Towards a new Materiality?


In the architectural domain, the coexistence of reflections of a diagrammatic nature with a renewed interest in some of the most concrete aspects of materials is typical of this situation. At an urban level, the GPS is also representative of this immediate contact between abstraction and concreteness. Using a GPS, we are both plugged into a global, abstract geodesic grid, and confronted with our immediate surroundings. Just as the computer is beginning to affect the design of buildings, the digital environment will eventually modify urban design, if only because old problems like the legibility of the urban sequences are now redefined by tools like the GPS.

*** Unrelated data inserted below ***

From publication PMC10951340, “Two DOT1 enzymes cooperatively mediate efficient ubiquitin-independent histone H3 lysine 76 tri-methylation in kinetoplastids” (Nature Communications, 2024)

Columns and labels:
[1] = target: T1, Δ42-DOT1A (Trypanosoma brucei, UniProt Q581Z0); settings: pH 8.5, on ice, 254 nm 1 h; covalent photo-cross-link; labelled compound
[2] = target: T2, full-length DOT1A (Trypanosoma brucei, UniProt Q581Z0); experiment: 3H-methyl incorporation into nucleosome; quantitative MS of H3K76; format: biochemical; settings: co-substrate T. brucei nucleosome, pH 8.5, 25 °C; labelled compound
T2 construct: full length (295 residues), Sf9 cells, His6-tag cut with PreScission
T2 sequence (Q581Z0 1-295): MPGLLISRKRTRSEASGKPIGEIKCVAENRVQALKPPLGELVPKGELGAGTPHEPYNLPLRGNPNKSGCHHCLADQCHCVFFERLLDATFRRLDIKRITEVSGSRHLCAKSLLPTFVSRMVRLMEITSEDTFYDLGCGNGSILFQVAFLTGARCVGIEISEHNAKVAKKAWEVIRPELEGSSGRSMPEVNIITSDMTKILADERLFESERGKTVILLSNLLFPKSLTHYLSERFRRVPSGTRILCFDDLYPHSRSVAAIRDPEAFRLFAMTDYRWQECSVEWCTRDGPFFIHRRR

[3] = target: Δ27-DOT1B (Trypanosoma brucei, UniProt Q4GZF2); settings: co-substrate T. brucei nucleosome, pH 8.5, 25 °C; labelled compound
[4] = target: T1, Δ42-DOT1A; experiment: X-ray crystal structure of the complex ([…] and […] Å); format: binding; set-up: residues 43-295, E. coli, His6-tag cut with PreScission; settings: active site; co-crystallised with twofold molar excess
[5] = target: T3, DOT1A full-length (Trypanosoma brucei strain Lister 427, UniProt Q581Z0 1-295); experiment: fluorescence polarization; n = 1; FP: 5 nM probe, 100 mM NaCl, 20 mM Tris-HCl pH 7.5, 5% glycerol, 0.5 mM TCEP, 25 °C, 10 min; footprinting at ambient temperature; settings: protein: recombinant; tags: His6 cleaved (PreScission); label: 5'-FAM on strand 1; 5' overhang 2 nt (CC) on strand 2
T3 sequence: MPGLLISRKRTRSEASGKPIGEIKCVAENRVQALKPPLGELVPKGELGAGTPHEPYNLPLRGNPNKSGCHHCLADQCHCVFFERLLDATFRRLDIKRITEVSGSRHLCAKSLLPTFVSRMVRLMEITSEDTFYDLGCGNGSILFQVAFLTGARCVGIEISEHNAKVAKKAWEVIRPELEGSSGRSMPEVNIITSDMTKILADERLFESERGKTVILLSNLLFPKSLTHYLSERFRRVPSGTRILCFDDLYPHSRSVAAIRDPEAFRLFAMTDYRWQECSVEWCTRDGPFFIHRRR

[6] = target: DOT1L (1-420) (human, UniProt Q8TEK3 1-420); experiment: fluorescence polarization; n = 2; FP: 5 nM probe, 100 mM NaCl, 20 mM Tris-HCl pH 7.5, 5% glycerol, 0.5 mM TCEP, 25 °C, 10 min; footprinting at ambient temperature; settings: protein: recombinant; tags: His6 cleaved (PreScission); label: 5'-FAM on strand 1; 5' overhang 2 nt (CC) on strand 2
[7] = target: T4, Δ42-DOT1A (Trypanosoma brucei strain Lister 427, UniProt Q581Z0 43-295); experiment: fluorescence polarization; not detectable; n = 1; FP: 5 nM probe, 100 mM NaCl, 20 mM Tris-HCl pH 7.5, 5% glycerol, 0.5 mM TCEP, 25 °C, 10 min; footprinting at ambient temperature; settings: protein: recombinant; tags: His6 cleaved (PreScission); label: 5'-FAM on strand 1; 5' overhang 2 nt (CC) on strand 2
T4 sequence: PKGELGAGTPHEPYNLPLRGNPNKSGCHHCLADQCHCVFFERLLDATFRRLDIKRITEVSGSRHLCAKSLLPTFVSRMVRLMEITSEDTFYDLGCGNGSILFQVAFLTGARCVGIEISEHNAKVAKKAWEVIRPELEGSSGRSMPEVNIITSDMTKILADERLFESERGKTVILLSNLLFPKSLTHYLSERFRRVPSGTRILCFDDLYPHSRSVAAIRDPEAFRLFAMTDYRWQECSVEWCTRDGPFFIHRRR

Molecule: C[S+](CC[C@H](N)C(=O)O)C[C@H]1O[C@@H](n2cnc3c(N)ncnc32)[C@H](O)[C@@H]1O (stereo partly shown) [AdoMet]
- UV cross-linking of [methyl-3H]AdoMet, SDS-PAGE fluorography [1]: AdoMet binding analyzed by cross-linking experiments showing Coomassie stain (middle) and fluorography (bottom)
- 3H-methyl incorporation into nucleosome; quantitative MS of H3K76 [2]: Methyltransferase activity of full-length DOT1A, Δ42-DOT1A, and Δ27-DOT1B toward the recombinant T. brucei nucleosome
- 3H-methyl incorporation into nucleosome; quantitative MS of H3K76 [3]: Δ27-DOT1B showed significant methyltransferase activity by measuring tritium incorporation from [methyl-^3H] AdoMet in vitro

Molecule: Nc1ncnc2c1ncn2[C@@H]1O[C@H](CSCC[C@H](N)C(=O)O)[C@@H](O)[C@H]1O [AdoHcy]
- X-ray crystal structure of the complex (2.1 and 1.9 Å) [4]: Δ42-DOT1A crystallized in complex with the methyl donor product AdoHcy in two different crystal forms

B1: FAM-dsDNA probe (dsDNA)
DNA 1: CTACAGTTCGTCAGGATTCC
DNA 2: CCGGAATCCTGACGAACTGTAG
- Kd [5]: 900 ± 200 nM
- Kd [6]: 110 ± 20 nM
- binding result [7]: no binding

But how are the intuitions of the architect or the urban designer conveyed to the public that is supposed to inhabit his projects? In other words, can the new materiality aimed at by computer- aided designers concern a larger public who is probably unaware of the reflections developed people like Greg Lynn, Jesse Reiser and others? With its blobs and other strange geometrical forms, their architectural production seems often far away from the common definition of architecture. At the level of the city, the same gap seems to separate the world of computerized urban simulations from the ordinary perceptions of the people.

Architecture and the Virtual
Towards a new Materiality?
Antoine Picon


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